1. The method for producing a composite material having a matrix of magnesium-base alloy and up to 25%, by volume, of a discontinuous phase from the group consisting of silicon carbide particles and silicon carbide fibers, up to about 5%, by volume, of titanium carbide particles, which comprises preparing a bath of said magnesium-base alloy containing about 0.2% to about 0.7%, by weight, lithium, mixing said discontinuous phase material with said bath at a temperature above the liquidus temperature thereof for a time sufficient to provide substantially complete dispersion of said material throughout said bath and solidifying said bath while maintaining said dispersion.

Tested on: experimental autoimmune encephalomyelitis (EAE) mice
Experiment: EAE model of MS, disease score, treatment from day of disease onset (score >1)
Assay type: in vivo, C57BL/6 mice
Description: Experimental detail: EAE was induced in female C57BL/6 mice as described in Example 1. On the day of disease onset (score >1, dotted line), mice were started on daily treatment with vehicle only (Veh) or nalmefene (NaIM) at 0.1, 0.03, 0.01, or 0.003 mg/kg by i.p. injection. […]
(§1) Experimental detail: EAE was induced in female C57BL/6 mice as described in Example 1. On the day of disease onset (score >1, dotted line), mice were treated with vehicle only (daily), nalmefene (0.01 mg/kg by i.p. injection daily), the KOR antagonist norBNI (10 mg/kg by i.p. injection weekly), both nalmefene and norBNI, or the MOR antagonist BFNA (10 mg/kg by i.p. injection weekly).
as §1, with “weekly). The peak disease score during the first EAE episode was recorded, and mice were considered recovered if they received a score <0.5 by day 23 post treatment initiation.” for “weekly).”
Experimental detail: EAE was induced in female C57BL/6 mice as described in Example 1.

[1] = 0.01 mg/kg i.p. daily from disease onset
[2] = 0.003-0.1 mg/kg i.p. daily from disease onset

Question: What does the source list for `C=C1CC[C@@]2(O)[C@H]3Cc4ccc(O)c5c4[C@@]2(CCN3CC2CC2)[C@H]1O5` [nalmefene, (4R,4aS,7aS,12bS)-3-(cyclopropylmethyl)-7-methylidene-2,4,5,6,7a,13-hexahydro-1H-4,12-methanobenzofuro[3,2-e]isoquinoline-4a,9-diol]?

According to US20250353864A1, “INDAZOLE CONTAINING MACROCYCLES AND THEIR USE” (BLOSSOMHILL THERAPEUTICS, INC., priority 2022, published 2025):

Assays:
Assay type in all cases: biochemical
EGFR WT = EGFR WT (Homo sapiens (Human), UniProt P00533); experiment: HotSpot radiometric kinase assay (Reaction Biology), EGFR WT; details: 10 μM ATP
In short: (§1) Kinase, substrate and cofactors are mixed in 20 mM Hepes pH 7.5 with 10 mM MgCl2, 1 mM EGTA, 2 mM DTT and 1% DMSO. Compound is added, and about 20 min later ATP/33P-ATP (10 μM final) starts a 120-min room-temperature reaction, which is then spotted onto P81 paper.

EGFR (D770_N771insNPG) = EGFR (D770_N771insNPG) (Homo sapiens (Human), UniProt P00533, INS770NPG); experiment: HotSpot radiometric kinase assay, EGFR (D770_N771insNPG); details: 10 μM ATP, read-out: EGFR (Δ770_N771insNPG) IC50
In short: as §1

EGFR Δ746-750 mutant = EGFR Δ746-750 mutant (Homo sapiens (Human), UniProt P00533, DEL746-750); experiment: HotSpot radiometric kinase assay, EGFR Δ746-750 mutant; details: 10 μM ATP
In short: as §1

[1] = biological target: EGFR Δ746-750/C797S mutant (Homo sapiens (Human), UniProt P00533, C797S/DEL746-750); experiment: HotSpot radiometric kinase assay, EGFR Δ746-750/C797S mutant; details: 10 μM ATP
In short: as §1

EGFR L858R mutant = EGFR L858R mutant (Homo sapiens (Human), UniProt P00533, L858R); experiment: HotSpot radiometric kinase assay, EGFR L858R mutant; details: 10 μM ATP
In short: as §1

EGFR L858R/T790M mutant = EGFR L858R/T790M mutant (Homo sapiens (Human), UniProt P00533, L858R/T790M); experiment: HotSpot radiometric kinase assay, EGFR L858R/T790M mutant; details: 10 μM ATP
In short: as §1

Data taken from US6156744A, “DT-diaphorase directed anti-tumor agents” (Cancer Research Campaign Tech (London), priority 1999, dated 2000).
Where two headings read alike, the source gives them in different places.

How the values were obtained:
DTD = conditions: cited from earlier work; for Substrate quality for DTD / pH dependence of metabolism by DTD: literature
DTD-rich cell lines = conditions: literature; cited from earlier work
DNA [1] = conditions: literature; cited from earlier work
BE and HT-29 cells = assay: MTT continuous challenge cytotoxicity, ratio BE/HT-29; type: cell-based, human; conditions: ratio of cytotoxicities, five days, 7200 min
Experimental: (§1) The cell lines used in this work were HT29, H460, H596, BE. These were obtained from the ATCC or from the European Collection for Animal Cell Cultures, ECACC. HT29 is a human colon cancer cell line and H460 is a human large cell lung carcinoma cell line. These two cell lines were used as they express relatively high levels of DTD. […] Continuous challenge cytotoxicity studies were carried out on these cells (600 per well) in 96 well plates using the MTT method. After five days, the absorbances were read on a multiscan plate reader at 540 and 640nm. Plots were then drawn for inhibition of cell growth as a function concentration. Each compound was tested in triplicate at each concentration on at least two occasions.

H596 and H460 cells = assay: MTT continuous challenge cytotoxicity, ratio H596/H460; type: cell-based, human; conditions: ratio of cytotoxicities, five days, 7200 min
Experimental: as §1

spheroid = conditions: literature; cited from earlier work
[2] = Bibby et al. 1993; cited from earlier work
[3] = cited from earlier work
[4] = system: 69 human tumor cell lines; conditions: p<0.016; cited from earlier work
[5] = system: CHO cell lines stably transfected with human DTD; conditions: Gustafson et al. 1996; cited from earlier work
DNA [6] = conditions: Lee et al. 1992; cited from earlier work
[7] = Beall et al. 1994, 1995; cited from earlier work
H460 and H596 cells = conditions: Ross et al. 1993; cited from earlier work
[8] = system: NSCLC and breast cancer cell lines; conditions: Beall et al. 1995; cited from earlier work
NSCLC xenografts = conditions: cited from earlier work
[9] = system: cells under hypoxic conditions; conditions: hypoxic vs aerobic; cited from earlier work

2. The method in accordance with claim 1, wherein said magnesium-base alloy consists essentially of, by weight, up to about 2% copper, up to about 3% silicon, up to about 12% aluminum, up to about 15% zinc, up to about 2% zirconium, up to about 1% tin, up to about 1% iron and the balance essentially magnesium.
3. The method in accordance with claim 1 wherein said particles have an average size of about 5 to less than about 200 microns.
4. The method in accordance with claim 1 wherein said fibers have an average diameter of about 8 to about 20 microns and an average length of about 200 to about 1000 microns.
5. The method in accordance with claim 1 wherein said mixing is accomplished by stirring.
6. The method in accordance with claim 1 wherein said mixed bath is cast into a static mold.
7. The method in accordance with claim 1 wherein said mixed bath is solidified by continuous casting.
Description